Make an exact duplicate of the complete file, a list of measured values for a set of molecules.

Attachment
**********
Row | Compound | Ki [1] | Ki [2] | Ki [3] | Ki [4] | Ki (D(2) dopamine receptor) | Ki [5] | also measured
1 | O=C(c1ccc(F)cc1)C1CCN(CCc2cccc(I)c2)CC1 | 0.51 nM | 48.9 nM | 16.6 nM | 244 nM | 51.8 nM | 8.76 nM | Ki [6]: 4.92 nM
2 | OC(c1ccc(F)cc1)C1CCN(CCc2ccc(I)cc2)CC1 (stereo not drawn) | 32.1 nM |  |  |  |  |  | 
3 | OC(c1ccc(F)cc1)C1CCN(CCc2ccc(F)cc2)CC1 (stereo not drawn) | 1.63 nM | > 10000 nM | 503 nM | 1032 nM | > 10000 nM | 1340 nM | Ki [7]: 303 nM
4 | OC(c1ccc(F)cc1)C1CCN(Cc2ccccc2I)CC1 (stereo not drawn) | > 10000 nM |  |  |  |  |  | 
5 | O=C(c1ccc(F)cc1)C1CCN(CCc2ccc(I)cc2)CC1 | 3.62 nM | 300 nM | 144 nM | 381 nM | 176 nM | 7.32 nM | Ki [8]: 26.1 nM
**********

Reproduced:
Row | Compound | Ki [1] | Ki [2] | Ki [3] | Ki [4] | Ki (D(2) dopamine receptor) | Ki [5] | also measured
1 | O=C(c1ccc(F)cc1)C1CCN(CCc2cccc(I)c2)CC1 | 0.51 nM | 48.9 nM | 16.6 nM | 244 nM | 51.8 nM | 8.76 nM | Ki [6]: 4.92 nM
2 | OC(c1ccc(F)cc1)C1CCN(CCc2ccc(I)cc2)CC1 (stereo not drawn) | 32.1 nM |  |  |  |  |  | 
3 | OC(c1ccc(F)cc1)C1CCN(CCc2ccc(F)cc2)CC1 (stereo not drawn) | 1.63 nM | > 10000 nM | 503 nM | 1032 nM | > 10000 nM | 1340 nM | Ki [7]: 303 nM
4 | OC(c1ccc(F)cc1)C1CCN(Cc2ccccc2I)CC1 (stereo not drawn) | > 10000 nM |  |  |  |  |  | 
5 | O=C(c1ccc(F)cc1)C1CCN(CCc2ccc(I)cc2)CC1 | 3.62 nM | 300 nM | 144 nM | 381 nM | 176 nM | 7.32 nM | Ki [8]: 26.1 nM